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Paul Celan (1920-1970): A Conversation between Dr. Thomas Sparr and Amir Eshel



Dr. Thomas Sparr, Amir Eshel


Monday, April 24, 2017 - 12:00pm


Pigott Hall (Building 260), Room 252



Paul Celan (1920-1970): A Conversation between Dr. Thomas Sparr and Amir Eshel

A conversation between Dr. Thomas Sparr, editor-at-large, Suhrkamp Verlag, Berlin


Amir Eshel, Edward Clark Crossett Professor of Humanistic Studies, Stanford


Paul Celan (1920-1970) is probably the most important poet in the German language in the 20th century. In 2020 the anniversary of his 100th birthday will be celebrated worldwide. Hardly any other author presents – in the exact meaning of the word - the history of the last century, especially the experience of genocide and of the Holocaust. The outstanding significance of his work, his long journey through Europe, and the great effect of his poems present any biographer with great difficulties when attempting to write the story of his life and work. The conversation will follow a presentation by Dr. Sparr with visual documents from Celan’s life, and will consider the difficulties in writing a Celan biography. It will also suggest a model for addressing Celan’s life – focusing on his most famous poem, “Death Fugue”.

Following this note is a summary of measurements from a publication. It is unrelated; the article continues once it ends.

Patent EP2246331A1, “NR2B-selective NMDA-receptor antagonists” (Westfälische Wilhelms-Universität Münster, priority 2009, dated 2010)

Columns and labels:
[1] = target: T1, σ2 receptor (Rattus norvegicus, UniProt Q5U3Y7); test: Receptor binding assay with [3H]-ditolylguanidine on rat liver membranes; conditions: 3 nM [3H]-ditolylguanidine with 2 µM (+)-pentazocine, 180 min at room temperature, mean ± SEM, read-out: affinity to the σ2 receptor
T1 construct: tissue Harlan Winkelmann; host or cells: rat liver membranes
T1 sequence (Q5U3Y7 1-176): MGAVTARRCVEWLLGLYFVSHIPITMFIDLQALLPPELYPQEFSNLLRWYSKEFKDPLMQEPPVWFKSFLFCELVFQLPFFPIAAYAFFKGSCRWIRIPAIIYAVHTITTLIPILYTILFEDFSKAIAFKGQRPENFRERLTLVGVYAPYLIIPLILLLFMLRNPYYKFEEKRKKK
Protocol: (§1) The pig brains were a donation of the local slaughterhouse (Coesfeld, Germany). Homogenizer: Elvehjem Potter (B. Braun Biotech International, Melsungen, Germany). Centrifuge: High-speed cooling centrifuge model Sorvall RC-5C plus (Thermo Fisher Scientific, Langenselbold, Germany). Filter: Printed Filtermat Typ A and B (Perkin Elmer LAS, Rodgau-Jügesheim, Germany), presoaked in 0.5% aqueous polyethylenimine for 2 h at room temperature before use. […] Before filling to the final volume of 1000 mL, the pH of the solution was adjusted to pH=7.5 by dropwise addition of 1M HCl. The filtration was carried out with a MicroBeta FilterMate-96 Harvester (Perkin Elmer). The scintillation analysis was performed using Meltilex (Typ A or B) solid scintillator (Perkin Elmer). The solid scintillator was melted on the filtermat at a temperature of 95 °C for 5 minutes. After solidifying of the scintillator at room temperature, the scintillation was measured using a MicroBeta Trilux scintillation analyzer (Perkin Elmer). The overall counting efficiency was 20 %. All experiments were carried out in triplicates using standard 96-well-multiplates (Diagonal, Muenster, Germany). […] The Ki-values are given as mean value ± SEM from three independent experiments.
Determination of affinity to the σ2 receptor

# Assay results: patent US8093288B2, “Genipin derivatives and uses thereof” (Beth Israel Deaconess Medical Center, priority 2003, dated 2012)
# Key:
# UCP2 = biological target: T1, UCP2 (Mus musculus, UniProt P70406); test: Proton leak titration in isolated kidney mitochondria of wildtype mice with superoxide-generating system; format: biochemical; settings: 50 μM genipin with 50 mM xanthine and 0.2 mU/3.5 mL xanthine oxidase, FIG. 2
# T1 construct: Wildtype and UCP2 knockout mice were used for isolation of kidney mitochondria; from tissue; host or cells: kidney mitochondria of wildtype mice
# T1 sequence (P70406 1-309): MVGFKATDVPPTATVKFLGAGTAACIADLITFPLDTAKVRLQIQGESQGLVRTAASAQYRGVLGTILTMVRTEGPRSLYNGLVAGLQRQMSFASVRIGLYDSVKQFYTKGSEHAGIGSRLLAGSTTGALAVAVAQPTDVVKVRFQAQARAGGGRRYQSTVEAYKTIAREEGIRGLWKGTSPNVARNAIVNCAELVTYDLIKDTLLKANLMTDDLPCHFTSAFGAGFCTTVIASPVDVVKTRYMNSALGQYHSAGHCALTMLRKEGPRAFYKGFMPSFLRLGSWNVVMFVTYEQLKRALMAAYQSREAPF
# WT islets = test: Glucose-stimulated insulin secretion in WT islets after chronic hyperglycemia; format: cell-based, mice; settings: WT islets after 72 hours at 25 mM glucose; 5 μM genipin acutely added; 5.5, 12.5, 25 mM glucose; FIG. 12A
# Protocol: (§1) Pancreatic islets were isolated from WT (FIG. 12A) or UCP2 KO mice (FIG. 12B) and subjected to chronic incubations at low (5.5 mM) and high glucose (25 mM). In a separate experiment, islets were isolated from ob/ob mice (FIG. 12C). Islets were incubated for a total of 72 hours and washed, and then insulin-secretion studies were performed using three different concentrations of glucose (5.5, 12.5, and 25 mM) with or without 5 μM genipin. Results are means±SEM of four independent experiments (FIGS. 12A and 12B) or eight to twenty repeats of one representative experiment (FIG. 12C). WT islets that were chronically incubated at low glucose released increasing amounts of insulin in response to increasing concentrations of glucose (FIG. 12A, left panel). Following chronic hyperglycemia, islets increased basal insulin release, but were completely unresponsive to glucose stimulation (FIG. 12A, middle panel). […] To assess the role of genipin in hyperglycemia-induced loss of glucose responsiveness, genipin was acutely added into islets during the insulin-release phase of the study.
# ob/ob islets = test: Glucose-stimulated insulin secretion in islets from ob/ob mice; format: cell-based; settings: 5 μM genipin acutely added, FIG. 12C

A light lunch and refreshments will be served

Sponsors: The Division of Literatures, Cultures, and Languages, the Department of German Studies, The Research Group on "The Contemporary," The Europe Center at The Freeman Spogli Institute for International Studies at Stanford, The Taube Center for Jewish Studies at Stanford University